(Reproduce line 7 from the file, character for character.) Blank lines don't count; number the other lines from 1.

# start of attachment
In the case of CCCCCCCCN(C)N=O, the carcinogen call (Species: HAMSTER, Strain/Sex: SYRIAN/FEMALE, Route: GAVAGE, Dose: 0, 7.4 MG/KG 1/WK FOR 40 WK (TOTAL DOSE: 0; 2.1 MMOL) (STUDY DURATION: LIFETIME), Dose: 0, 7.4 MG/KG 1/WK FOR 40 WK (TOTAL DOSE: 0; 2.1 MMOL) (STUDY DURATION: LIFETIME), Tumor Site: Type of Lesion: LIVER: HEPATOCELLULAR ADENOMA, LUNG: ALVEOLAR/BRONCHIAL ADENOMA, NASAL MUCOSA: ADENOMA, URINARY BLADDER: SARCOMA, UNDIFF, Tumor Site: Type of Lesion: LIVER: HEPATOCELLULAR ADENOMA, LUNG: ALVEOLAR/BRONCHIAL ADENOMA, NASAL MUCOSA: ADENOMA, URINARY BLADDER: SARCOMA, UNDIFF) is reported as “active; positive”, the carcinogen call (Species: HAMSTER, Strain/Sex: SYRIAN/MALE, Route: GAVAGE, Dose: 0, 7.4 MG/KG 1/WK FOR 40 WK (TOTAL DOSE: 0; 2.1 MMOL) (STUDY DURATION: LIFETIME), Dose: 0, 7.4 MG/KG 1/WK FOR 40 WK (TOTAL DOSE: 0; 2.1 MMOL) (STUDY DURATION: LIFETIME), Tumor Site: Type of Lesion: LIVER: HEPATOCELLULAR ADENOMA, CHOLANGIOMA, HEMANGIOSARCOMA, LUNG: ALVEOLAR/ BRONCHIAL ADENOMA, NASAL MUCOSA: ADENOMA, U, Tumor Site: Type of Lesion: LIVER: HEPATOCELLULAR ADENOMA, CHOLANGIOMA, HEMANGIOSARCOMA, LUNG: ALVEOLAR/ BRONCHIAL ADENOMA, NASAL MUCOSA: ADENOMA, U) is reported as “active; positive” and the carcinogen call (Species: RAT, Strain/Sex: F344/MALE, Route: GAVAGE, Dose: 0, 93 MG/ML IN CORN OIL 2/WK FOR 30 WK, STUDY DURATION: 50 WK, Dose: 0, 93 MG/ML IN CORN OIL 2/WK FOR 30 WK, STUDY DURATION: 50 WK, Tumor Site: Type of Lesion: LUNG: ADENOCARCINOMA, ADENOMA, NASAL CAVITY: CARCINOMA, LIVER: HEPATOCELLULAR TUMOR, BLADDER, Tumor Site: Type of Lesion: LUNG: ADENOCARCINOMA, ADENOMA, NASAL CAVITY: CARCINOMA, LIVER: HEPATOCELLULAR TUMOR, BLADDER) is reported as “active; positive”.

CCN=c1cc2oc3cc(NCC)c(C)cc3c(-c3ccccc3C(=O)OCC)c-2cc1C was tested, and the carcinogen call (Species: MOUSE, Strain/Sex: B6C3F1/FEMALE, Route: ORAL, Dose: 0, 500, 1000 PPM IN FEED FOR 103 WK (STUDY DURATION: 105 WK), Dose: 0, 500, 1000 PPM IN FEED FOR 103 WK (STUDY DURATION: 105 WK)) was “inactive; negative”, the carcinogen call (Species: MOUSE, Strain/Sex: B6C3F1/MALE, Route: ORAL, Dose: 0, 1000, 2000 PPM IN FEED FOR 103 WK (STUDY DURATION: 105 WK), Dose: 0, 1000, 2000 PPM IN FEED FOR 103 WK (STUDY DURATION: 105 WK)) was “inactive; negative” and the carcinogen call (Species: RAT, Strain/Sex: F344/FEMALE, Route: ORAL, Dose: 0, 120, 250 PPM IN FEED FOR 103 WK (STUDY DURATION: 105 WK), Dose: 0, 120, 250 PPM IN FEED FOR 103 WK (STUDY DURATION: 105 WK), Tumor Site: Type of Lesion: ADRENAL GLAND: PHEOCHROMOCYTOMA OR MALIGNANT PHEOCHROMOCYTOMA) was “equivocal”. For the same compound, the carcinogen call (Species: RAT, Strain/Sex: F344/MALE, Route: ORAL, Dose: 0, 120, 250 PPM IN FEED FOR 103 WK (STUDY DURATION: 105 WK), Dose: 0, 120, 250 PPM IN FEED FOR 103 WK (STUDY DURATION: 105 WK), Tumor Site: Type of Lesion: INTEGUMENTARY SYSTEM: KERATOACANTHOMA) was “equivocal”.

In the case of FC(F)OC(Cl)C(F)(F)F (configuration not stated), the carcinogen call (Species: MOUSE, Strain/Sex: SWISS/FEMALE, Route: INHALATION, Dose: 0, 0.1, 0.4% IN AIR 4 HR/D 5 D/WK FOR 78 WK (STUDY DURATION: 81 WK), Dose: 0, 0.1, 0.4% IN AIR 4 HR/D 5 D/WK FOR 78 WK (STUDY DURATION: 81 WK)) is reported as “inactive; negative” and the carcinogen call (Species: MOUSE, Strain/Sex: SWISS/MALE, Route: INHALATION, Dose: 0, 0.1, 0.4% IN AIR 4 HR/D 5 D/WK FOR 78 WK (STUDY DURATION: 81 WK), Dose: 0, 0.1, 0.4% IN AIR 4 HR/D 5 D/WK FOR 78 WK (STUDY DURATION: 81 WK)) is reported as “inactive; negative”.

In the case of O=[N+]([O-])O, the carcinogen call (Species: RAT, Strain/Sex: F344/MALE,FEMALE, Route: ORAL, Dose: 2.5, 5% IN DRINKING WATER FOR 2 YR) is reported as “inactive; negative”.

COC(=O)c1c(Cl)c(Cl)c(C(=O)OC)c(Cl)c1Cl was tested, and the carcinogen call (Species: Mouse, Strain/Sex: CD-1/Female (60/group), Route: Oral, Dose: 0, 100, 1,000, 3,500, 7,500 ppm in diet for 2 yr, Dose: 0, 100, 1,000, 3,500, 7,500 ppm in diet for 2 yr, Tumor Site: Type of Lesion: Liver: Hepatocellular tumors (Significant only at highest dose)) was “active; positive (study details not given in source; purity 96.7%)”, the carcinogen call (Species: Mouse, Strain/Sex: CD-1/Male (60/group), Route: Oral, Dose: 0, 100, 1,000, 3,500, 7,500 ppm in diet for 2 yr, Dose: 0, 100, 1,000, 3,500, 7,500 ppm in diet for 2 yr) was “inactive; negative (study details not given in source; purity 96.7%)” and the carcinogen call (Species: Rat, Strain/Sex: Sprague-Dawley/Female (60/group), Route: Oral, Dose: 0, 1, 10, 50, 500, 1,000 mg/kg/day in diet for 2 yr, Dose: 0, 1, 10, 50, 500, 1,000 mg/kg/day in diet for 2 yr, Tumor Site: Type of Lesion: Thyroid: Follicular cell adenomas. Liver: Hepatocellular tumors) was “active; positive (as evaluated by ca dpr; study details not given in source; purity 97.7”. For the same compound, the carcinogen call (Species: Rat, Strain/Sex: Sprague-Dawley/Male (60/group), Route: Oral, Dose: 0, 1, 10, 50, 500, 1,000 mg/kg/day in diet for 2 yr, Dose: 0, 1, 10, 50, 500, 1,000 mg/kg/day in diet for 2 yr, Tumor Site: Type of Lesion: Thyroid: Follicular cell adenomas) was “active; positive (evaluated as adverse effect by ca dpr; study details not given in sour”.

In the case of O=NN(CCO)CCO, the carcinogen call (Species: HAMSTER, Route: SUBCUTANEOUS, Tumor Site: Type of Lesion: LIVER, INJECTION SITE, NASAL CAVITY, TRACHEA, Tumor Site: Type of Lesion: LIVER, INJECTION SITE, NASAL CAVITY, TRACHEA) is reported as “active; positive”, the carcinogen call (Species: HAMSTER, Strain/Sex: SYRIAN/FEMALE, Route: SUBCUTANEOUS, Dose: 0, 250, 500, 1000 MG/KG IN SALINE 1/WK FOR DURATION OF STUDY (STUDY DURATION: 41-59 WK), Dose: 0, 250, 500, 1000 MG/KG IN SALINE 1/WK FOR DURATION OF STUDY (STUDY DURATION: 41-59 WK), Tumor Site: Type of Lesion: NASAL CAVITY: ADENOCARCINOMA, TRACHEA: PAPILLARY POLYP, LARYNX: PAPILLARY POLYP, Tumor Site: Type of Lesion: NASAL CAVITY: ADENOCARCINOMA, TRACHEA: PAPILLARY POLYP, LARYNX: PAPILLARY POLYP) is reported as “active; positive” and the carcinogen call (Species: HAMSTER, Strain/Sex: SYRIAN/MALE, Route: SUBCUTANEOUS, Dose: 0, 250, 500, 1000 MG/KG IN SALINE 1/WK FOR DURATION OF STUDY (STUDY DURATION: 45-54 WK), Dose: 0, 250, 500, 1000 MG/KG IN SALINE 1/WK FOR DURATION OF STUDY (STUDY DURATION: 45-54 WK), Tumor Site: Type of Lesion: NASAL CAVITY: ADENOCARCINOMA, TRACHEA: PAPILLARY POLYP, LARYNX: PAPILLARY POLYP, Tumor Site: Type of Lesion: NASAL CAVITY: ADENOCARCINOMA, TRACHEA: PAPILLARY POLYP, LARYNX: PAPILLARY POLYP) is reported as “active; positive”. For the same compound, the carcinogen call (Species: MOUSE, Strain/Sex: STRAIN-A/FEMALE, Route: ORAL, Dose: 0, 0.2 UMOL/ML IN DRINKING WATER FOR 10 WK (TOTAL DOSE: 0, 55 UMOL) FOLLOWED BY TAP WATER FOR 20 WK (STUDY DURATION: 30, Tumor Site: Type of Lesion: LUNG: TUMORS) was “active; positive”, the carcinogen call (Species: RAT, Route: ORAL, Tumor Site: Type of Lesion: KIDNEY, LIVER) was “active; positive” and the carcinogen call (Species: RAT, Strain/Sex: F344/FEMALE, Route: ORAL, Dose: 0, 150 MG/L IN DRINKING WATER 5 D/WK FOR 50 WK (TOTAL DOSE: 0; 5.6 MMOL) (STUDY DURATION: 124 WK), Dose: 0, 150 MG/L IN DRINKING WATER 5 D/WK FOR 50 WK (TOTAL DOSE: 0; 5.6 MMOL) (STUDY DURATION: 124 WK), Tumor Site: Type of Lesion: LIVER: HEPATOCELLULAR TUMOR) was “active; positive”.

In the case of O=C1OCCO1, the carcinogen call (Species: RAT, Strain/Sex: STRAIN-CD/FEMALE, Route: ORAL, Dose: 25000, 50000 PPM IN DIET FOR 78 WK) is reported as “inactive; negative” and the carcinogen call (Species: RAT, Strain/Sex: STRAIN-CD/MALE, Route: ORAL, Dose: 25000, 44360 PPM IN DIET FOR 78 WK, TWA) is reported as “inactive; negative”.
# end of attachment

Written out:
In the case of O=C1OCCO1, the carcinogen call (Species: RAT, Strain/Sex: STRAIN-CD/FEMALE, Route: ORAL, Dose: 25000, 50000 PPM IN DIET FOR 78 WK) is reported as “inactive; negative” and the carcinogen call (Species: RAT, Strain/Sex: STRAIN-CD/MALE, Route: ORAL, Dose: 25000, 44360 PPM IN DIET FOR 78 WK, TWA) is reported as “inactive; negative”.